Saturday, August 15, 2009
A lesson from Iceland
Kaupthing's loan book, which was leaked on to the internet last week, shows that around one third, or €6bn (£5.1bn), of its €16bn corporate loan book was going to a small elite of men connected to the bank's owners and management.
Several investigations into Kaupthing centre on share ramping, where the bank would allegedly give loans with no interest or security in order to buy shares in that same bank – boosting the share price.
One particularly murky incident revolves around the acquisition of a 5pc stake in Kaupthing by a company called QFinance linked to Mohammed bin Khalifa Al-Thani, the Sheikh of Qatar. Several weeks before the banks collapsed, a press release stated that the transaction showed that "Kaupthing's position is strong and we believe in the bank's strategy and management."
Only after the bank collapsed several weeks later did it emerge that the Qatari investor "bought" the stake using a loan from Kaupthing itself and a holding company associated with one of its employees. The bank appears, in effect, to have been purchasing its own shares, which does not seem to be uncommon; investigators are also looking at a similar purchase of a 2.5pc stake in Kaupthing by London-based property entrepreneurs Moises and Mendi Gertner.
Officials have also questioned why loans to senior Kaupthing employees to buy shares in the bank were allegedly written off days before the collapse.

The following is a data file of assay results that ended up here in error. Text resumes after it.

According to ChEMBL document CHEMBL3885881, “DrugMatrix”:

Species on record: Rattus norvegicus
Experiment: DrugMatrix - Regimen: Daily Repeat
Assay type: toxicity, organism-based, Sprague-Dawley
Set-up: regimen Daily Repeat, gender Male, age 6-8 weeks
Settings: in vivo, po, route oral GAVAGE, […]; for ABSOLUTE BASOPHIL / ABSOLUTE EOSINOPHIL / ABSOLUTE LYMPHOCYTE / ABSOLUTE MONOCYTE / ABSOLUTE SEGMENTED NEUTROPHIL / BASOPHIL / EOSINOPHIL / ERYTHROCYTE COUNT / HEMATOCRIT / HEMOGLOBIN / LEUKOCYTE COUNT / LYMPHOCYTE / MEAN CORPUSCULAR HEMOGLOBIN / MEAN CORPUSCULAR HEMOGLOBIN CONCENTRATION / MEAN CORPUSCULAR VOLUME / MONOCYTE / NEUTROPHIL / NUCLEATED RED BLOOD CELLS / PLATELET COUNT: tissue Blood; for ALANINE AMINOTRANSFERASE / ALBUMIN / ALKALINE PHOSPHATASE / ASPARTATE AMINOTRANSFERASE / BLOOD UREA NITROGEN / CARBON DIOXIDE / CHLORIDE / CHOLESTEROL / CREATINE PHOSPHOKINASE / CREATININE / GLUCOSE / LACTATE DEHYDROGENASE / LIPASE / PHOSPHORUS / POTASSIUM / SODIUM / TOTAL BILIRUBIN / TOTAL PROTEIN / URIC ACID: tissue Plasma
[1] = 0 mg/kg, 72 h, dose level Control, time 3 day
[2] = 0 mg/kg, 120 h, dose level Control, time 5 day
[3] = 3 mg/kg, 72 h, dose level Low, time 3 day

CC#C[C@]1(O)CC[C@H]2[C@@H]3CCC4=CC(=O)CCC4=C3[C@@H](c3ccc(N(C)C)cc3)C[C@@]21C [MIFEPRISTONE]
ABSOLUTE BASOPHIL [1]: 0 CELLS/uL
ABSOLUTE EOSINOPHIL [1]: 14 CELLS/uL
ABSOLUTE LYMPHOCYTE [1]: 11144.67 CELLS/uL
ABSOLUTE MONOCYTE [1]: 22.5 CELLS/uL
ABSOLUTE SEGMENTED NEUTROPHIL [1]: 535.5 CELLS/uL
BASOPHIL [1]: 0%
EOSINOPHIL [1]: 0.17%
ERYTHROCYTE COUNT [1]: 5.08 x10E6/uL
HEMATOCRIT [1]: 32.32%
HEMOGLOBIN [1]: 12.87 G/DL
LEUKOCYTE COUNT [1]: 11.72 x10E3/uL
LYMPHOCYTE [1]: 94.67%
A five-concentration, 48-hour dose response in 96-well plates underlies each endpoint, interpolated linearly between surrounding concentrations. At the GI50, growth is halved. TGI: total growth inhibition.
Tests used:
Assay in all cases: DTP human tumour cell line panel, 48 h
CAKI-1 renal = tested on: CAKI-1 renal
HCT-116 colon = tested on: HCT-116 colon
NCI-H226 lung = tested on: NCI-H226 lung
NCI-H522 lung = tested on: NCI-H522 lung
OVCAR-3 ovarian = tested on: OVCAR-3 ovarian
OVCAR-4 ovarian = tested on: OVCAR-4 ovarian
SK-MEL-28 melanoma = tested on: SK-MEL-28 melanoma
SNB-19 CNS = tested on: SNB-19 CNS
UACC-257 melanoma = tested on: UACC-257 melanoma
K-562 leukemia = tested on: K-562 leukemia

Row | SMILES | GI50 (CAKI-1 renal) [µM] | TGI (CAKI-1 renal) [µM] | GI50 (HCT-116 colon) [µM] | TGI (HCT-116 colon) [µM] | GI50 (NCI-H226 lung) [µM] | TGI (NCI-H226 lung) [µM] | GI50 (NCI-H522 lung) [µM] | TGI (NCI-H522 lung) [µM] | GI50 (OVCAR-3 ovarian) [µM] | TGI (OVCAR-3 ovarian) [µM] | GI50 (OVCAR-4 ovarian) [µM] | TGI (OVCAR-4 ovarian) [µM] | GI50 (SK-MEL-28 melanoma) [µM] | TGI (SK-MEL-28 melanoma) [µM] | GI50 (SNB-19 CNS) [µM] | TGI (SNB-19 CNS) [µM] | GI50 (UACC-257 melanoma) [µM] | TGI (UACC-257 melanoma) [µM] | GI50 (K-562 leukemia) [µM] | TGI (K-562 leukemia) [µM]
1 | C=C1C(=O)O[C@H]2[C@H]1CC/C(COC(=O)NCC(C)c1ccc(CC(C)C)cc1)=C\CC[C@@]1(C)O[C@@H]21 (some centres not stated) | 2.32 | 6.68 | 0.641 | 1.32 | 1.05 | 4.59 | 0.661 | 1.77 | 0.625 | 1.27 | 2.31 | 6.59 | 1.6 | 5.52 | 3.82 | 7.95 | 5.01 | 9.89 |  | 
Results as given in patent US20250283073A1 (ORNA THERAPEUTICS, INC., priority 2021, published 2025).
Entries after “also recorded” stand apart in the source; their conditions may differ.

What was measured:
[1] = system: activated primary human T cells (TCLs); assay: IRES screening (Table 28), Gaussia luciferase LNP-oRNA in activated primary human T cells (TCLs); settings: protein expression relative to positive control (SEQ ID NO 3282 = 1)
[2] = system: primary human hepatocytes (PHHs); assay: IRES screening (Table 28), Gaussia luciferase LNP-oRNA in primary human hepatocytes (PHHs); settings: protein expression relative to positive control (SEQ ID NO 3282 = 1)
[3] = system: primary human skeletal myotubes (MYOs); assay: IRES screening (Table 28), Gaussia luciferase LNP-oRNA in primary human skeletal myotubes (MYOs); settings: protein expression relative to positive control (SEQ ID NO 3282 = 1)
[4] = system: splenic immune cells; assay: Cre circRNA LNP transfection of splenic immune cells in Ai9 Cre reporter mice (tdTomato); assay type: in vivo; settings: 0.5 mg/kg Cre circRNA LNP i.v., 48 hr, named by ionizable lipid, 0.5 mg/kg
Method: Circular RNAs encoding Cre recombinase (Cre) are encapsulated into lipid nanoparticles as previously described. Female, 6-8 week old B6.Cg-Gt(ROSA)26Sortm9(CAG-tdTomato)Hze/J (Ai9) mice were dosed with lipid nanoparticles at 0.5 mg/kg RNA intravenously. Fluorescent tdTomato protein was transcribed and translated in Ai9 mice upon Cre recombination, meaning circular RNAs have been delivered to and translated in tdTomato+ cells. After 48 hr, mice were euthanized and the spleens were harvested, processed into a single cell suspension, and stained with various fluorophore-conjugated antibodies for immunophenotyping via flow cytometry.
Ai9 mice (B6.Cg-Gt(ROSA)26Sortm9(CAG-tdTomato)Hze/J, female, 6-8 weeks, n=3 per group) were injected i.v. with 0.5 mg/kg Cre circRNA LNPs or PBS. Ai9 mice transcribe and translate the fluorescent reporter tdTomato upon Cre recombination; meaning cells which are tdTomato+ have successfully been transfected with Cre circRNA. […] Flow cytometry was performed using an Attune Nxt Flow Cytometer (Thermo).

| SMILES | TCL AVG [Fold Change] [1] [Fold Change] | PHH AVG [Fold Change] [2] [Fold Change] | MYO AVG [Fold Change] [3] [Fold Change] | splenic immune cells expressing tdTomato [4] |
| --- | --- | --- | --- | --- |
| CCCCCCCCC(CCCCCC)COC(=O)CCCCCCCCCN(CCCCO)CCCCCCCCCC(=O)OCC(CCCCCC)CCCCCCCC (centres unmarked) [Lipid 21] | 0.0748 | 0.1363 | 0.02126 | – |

Companies connected to Exista, the Gudmundsson brothers' opaque investment vehicle that owned their stake in Kaupthing, received €1.86bn in loans. Their close business associate, Mr Tchenguiz, appears to have personally borrowed €1.74bn in loans to fund his private investments e_SEnD from stakes in Sainsburys to Mitchells & Butlers. Mr Tchenguiz is now being sued by Kaupthing's administration committee for the return of £643m.
Kevin Stanford, co-founder of the Karen Millen retail chain and one of Britain's wealthiest retailers, also got €519m in loans and was Kaupthing's fourth biggest shareholder. His company's purchase of credit default swaps in the bank is also under scrutiny, though there is no suggestion of wrongdoing his or his companies' part.
According to the leaked document, many of these loans carried little or no security and were listed as belonging to Kaupthing's "exception list" – seemingly those who received banking services on favourable terms.
The loan books of Landsbanki and Glitnir remain in the hands of their administration committees – to the frustration of many Icelanders who fear they may yield equally unusual surprises.
Posted by Southofdub at 9:55 PM